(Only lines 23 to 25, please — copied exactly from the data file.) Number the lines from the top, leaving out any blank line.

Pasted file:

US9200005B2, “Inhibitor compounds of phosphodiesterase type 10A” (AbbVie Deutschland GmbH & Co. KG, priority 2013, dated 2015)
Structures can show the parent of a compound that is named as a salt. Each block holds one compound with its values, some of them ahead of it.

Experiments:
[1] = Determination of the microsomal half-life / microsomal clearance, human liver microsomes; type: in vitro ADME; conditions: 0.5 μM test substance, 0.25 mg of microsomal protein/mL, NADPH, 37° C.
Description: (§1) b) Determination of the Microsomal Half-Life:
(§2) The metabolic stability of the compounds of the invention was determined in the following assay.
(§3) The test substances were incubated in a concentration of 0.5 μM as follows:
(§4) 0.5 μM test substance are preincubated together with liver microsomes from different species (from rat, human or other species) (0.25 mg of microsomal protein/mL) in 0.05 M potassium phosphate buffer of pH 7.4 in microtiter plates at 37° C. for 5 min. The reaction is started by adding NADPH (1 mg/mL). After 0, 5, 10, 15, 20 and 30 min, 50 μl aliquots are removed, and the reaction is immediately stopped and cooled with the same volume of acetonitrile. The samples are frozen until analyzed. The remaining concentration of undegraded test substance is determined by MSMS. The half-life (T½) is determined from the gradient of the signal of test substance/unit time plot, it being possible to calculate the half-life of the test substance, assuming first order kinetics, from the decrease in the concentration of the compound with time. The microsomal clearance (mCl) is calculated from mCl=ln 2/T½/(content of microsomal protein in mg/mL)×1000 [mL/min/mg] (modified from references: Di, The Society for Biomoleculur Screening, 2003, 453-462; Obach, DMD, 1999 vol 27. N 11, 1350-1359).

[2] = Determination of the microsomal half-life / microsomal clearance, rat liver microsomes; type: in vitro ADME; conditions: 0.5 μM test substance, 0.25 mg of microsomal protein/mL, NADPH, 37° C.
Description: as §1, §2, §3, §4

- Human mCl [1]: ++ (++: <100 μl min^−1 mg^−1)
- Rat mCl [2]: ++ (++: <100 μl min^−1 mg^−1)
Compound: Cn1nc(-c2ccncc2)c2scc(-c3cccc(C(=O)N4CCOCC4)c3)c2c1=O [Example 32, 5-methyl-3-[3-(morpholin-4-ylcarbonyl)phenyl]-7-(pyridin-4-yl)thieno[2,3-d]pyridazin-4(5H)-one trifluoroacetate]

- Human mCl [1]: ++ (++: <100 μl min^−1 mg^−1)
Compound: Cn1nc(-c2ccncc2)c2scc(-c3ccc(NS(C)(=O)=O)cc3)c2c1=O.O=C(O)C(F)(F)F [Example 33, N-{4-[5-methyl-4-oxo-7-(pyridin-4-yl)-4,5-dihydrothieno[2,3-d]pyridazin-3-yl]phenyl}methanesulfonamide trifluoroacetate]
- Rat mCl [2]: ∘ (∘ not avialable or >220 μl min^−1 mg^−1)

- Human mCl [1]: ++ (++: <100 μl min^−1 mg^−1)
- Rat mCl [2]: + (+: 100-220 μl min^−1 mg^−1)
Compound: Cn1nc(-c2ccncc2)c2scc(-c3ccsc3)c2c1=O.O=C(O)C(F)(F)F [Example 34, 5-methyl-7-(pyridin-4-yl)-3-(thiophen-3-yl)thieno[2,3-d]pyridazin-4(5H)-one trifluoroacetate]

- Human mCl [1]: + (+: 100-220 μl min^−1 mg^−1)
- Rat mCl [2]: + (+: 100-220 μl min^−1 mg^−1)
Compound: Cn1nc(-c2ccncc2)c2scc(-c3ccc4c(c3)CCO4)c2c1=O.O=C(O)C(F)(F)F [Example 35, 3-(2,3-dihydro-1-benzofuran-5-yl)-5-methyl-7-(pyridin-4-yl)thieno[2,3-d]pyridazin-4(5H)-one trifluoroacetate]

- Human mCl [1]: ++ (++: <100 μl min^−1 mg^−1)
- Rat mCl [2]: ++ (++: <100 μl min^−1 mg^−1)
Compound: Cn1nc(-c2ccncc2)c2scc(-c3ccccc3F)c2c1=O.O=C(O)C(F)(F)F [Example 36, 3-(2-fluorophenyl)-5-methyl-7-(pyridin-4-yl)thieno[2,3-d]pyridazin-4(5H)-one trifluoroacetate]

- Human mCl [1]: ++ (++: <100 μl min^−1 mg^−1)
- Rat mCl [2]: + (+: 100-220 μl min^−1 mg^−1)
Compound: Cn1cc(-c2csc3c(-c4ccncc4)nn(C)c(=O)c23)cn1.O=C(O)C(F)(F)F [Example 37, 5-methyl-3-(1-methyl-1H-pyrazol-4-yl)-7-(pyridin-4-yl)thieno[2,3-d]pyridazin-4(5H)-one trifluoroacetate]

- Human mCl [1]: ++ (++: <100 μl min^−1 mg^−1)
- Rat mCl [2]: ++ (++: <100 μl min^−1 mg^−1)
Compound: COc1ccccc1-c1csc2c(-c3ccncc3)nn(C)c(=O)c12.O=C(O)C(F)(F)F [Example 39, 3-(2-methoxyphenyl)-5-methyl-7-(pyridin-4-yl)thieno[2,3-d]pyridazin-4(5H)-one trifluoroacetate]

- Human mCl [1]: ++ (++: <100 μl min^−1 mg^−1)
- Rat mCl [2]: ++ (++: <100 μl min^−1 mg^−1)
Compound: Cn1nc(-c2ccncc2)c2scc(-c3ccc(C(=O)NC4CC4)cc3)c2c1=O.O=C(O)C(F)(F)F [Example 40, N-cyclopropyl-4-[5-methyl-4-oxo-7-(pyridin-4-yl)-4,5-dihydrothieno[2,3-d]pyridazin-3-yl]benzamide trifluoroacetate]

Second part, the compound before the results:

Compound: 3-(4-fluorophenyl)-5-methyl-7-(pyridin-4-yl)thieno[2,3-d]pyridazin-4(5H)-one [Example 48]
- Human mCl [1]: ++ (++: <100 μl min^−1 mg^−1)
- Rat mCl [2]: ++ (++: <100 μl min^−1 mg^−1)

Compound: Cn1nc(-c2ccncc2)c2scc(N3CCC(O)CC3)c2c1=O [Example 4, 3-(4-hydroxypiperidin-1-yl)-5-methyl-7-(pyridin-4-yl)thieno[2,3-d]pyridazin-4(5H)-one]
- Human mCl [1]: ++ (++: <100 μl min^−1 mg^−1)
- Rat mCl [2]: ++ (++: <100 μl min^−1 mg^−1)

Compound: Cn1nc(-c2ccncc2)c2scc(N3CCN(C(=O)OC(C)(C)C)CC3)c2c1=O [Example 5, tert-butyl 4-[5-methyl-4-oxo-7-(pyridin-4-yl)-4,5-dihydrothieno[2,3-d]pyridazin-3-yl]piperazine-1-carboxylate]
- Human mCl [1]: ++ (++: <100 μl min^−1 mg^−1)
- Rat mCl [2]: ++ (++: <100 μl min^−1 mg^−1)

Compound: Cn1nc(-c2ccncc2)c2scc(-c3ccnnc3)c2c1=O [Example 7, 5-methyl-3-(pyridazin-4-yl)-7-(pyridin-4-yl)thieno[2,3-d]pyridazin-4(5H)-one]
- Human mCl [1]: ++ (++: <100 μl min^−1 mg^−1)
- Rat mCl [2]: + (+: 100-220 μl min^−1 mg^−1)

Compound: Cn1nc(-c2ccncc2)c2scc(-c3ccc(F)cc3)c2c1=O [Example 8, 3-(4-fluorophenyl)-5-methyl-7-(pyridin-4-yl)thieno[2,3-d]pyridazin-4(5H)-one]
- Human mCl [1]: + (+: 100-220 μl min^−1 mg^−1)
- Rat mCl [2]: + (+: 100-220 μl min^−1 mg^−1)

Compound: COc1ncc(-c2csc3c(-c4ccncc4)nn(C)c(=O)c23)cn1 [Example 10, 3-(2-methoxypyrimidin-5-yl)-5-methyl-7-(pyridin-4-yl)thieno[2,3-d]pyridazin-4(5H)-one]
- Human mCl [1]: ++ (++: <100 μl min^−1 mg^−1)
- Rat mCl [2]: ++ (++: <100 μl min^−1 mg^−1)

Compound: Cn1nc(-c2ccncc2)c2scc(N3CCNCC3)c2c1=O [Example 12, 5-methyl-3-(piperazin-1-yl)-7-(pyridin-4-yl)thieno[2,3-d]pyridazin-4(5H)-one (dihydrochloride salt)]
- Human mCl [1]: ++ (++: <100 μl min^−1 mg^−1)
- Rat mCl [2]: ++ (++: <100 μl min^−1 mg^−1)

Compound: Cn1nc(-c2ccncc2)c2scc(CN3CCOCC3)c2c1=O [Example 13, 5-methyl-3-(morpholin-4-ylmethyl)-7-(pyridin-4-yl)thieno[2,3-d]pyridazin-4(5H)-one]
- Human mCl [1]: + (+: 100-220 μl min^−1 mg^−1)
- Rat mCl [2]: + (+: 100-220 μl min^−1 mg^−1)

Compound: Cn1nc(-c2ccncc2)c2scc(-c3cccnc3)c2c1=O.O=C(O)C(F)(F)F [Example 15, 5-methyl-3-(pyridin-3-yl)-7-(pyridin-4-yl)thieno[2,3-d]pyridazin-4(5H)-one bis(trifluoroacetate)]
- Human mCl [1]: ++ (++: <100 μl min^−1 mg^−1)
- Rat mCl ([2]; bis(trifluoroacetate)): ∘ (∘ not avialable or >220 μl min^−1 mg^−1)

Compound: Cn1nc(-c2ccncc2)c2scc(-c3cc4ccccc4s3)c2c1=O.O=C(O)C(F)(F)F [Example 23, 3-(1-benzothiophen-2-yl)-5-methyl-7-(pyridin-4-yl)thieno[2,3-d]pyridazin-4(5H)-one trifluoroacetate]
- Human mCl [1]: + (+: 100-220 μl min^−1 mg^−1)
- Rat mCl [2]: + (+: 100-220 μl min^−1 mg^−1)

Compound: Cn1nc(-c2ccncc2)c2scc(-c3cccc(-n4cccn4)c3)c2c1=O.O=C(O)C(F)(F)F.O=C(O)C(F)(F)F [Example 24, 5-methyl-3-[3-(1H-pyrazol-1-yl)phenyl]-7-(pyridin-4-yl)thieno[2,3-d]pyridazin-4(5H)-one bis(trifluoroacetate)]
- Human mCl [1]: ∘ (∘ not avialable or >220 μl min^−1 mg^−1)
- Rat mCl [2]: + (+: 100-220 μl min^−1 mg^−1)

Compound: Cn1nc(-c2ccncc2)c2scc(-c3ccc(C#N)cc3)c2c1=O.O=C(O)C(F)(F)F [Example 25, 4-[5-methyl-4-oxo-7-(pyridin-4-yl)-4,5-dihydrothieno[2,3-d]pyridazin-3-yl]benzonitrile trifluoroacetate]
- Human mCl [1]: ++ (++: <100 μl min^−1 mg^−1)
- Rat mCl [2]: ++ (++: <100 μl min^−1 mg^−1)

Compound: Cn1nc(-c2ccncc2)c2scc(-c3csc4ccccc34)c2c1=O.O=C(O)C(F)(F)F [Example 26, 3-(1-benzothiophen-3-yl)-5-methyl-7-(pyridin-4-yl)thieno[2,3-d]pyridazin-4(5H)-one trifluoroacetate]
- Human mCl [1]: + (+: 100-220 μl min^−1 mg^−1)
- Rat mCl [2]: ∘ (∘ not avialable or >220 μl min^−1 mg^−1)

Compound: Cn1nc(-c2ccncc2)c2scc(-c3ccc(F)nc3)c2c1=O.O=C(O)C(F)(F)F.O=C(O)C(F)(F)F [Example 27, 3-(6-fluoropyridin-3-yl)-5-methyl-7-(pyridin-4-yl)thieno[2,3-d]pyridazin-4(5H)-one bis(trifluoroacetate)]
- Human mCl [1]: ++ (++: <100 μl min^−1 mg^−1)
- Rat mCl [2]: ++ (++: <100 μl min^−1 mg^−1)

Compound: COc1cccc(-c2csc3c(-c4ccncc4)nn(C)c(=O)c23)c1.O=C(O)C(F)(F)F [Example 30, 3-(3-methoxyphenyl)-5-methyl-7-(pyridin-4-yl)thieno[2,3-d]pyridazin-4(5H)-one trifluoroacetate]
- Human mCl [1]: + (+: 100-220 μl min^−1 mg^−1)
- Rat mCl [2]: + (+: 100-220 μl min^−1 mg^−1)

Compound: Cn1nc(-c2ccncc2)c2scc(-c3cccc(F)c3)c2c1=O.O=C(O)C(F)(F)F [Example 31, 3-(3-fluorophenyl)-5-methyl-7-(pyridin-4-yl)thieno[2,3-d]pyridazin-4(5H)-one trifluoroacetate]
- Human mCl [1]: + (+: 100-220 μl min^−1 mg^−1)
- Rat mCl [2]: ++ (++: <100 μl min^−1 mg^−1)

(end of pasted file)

- Human mCl [1]: ++ (++: <100 μl min^−1 mg^−1)
- Rat mCl [2]: ++ (++: <100 μl min^−1 mg^−1)
Compound: Cn1nc(-c2ccncc2)c2scc(-c3ccccc3F)c2c1=O.O=C(O)C(F)(F)F [Example 36, 3-(2-fluorophenyl)-5-methyl-7-(pyridin-4-yl)thieno[2,3-d]pyridazin-4(5H)-one trifluoroacetate]